Patents, copyright and trademark registrations are useful tools for defending your intellectual property through legal channels. But by the time you arrive in court to challenge an infringement, the damage will already have been done – your intellectual property is ‘in the wild’ and your competitive advantage slipping away.
It’s important not to underestimate the scale of the problem. According to the Commission on the Theft of American Intellectual Property, economic espionage through hacking costs $400 billion per year. In the UK, intellectual property theft is estimated at £9.2 billion per year. Across the world, businesses – and the economies that rely on them – are under threat.
That’s why it is vital to use technology to protect your intellectual property rights from loss or theft. We’ve identified three key areas where technology can help to strengthen your defenses.
1. Defending the perimeter
The very best way to prevent theft of intellectual property is to stop unauthorized access to your company network. Securing the perimeter should be a priority for your IT defenses.
Your firewall acts as the ultimate gatekeeper to the network perimeter, monitoring every packet that enters and leaves. Stateful packet inspection further increases security, dynamically opening and closing ports for authorized connections, and making it harder for hackers to spoof legitimate traffic. If they can’t get in, they can’t access your intellectual property.
Email remains one of the primary methods of delivering malware into corporate networks. The infection allows hackers to gain an initial foothold inside your network before going on to steal your intellectual property or commit other cybercrimes. Implementing a robust email threat protection solution like Abusix Mail Intelligence will prevent spam and email-borne threats from breaching the network perimeter. If these messages never make it into your users’ inboxes, the malware cannot be installed.
Web content filters
Compromised websites are another effective method of malware delivery. If users can be tricked into visiting an infected website, there is a significant risk of triggering a malware installation. On the plus side, Google’s Transparency Report notes that websites serving malware directly are declining in popularity with hackers. At the same time the number of phishing sites, which steal credentials and data that can later be used in hacking attempts, have been growing exponentially however – more than 2.25 million at the last count. Using web content filtering technologies, you can block access to suspicious or compromised websites so that users never come into contact with the malware.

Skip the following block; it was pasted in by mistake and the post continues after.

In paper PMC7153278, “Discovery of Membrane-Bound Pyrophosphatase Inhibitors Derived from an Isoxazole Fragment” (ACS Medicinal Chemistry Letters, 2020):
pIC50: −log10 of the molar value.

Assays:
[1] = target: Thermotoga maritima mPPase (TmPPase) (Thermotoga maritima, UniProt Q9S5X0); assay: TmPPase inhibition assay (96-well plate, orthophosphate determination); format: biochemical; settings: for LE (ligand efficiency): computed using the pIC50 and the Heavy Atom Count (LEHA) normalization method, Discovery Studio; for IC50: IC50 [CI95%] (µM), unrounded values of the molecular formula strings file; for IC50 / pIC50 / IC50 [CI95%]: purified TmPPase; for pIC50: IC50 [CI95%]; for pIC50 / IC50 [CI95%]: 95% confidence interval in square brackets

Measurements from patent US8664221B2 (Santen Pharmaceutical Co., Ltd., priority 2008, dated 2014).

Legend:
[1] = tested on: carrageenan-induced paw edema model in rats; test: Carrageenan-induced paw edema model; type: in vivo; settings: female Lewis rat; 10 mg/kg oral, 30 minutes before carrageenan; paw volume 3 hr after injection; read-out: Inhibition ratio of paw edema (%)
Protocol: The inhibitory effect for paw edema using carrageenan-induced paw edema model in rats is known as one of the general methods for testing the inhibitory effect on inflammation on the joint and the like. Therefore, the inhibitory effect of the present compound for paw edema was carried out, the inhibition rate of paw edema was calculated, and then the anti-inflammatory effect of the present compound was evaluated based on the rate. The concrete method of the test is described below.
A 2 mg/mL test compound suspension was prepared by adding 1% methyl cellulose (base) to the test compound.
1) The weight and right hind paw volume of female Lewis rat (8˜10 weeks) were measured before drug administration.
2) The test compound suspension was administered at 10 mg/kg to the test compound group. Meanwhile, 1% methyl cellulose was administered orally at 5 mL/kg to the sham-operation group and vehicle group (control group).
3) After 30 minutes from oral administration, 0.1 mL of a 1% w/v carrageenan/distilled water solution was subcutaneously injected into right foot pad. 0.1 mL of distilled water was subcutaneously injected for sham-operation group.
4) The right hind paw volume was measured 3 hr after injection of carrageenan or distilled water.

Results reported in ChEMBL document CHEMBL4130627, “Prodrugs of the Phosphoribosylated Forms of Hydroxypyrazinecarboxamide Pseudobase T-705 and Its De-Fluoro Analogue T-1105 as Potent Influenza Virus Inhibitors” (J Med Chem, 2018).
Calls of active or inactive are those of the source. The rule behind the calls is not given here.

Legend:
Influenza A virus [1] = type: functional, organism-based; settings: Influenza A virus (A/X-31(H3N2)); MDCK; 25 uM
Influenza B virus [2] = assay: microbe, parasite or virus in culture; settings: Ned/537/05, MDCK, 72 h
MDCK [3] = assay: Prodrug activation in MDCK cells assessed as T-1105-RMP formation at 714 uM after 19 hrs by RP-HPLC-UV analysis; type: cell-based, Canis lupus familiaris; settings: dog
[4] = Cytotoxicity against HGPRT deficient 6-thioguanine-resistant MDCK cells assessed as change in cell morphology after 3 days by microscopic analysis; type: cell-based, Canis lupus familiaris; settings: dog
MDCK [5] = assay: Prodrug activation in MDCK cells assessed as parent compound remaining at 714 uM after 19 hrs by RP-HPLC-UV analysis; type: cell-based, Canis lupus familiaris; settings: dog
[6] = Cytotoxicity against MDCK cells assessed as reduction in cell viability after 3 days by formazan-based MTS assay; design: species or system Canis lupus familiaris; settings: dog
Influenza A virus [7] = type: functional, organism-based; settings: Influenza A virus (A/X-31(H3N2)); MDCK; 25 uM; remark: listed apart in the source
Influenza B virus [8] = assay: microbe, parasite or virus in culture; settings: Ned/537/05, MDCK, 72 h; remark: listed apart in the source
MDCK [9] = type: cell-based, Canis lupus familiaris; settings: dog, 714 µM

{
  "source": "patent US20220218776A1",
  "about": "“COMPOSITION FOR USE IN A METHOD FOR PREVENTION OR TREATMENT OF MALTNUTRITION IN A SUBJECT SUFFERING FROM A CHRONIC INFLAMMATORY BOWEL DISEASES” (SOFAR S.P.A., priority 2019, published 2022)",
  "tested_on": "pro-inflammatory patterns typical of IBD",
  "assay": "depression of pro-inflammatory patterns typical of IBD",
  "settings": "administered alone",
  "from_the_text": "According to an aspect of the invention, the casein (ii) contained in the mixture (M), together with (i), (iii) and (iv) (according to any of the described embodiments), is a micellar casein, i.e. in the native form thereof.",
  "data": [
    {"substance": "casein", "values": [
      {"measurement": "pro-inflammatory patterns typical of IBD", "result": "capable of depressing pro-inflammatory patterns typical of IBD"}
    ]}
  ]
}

2. Inside your defenses
Despite a multi-layer approach to perimeter defenses, you must prepare for the eventuality that intellectual property thieves will eventually break through. You must also be ready in the event that one of your employees engages in industrial espionage, stealing intellectual property from inside the network perimeter.
User access controls
Built into every operating system for decades, user access controls restrict access to sensitive data at the file system level. Without the right credentials, your intellectual property-related data is protected from accidental access or exposure by users who do not need it. Access controls only work when configured correctly, and your users do not share their credentials.
In the event that criminals do successfully breach your defenses, encryption renders your intellectual property data unrecoverable. Even if hackers do steal the files from your servers, without the correct decryption keys (usually handled automatically by your operating system) nothing is usable.
Monitoring network activity for unusual behavior can reveal a breach before hackers are able to steal sensitive intellectual property data. Modern auditing tools allow you to automate auditing, using machine learning and artificial intelligence which is able to analyze more data, more quickly than your network security team – and even trigger the initial stages of a security response to contain an incident.